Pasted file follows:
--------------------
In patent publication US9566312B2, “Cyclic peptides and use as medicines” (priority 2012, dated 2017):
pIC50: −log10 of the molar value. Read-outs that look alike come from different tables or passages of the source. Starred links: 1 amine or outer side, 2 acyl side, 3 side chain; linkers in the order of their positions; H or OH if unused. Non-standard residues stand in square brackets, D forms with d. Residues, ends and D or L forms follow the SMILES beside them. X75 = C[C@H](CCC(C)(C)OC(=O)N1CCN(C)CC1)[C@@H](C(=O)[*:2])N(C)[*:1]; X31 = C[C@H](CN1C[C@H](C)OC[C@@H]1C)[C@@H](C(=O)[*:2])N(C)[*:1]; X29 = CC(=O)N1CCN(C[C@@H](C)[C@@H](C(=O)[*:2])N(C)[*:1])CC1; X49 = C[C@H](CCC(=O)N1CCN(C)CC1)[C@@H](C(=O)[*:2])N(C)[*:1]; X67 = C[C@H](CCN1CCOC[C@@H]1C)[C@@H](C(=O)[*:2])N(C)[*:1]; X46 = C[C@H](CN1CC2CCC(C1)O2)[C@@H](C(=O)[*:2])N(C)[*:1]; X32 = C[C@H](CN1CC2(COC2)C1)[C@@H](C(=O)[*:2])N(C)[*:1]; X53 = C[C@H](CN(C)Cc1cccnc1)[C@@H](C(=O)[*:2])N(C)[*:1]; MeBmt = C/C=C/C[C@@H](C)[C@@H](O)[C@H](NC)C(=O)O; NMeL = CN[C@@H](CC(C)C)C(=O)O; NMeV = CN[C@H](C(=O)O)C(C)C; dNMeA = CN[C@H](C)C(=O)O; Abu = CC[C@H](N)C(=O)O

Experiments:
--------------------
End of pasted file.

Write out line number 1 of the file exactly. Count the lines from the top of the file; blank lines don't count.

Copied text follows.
In patent publication US9566312B2, “Cyclic peptides and use as medicines” (priority 2012, dated 2017):